It doesn’t feel nearly as long as it has been, but fourteen years ago, I was in the third grade celebrating United Nations Day with my elementary school. It was an exciting day for all of us as each class got to do a unit on a specific country and culture. We spent months learning about the land, some of the basic language, types of food, and traditional clothing. UN Day was our time to share with the rest of the school what we had studied, celebrating the beautiful cultures around the world. I remember being so excited to learn about New Zealand and the Māori people. The language, landscapes, traditional performances like the haka….EVERYTHING, was so new and so rich.
Fourteen years later, and I still have vivid memories of my third grade experience. However, my understanding and appreciation for today has grown and expanded in so many new ways.
You see, United Nations Day was not just a day of sharing what our classes learned about a country and culture over a period of a few months. October 24th was dedicated UN Day to celebrate “the formation of the international organization committed to maintaining international peace and security and promoting international cooperation.”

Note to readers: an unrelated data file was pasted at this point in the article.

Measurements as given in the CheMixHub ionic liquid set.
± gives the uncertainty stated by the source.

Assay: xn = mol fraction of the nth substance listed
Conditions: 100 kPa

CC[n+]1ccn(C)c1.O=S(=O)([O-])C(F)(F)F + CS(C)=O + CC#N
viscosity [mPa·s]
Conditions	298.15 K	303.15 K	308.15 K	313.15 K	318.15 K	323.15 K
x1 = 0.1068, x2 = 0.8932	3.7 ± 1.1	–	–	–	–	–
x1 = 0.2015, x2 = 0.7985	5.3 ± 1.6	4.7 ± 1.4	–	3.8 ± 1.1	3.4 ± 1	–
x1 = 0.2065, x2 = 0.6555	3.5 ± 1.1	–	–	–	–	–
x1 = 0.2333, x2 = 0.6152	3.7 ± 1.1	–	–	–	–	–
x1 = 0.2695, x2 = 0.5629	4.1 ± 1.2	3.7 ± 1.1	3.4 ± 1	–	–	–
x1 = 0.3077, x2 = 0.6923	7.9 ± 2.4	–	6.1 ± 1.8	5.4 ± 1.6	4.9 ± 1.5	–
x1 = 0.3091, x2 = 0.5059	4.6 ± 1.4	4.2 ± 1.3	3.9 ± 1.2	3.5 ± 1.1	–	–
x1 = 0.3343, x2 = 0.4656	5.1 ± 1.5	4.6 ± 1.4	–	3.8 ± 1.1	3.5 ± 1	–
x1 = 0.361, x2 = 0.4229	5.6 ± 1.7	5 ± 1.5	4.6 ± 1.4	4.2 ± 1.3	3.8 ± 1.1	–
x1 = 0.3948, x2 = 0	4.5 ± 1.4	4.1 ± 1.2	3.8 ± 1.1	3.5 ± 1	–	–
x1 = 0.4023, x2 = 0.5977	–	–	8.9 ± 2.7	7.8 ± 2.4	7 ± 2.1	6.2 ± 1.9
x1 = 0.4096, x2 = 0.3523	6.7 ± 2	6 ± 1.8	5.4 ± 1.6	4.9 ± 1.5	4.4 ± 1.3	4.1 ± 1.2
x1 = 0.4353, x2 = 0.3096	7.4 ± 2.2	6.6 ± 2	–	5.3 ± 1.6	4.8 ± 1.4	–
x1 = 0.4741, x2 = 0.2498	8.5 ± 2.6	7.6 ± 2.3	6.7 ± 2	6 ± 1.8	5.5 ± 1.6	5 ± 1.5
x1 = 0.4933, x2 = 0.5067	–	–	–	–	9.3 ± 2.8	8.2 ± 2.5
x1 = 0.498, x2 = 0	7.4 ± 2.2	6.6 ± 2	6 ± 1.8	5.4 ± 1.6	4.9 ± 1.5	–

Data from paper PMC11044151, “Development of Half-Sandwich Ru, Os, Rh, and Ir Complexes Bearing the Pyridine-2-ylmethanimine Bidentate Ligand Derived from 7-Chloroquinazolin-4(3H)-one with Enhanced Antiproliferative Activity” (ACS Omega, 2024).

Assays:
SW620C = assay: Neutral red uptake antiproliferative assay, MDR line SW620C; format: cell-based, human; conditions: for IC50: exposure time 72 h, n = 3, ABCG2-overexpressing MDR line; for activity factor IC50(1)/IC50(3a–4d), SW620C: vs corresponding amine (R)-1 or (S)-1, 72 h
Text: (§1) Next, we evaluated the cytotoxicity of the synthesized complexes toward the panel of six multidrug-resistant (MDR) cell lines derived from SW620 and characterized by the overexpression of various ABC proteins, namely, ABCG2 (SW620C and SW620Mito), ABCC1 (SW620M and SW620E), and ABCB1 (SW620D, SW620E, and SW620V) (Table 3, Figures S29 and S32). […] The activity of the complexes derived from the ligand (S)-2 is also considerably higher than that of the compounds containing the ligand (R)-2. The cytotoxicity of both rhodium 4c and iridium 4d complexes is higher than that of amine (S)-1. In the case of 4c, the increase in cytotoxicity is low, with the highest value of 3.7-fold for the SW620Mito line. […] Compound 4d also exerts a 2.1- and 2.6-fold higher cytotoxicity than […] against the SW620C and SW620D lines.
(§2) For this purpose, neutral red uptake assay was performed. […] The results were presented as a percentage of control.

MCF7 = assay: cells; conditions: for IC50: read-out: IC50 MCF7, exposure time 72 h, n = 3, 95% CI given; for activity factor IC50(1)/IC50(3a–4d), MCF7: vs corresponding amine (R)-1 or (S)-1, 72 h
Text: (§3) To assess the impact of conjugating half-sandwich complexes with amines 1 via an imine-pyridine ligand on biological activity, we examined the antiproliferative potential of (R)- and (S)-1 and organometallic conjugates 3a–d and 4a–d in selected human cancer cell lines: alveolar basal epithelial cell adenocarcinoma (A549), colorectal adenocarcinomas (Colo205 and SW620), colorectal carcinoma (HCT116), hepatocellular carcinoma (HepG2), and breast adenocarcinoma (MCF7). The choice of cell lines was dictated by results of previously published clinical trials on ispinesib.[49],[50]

After the World Wars, global societies were left in shambles. Peoples were displaced, economies were shattered, and all areas of society were shaken in some way, shape, or form. The world needed peace and security, and nations around the world realized the extreme need for international collaboration. President Franklin D. Roosevelt suggested that the League of Nations needed to be replaced, and coined the term “United Nations” during WWII. On October 24, 1945, the UN Charter was officially adopted and ratified.
“The purposes of the UN, as enshrined in the Charter, are to maintain international peace and security, to prevent and remove threats to peace and to suppress acts of aggression; to bring about by peaceful means the adjustment or settlement of international disputes; to develop friendly relations among nations based on respect for the principle of equal rights and self-determination of peoples; and to achieve international cooperation in solving international problems of an economic, social, cultural or humanitarian character, and to promote and encourage respect for human rights and for fundamental freedoms for all without distinction as to race, sex, language or religion.”
Today we celebrate both/and. We celebrate both the beautiful diversity of cultures around the world and the formation of an international organization that continues to work for global peace, security, and collaboration.
Jackie, SJW Justice Office Program Assistant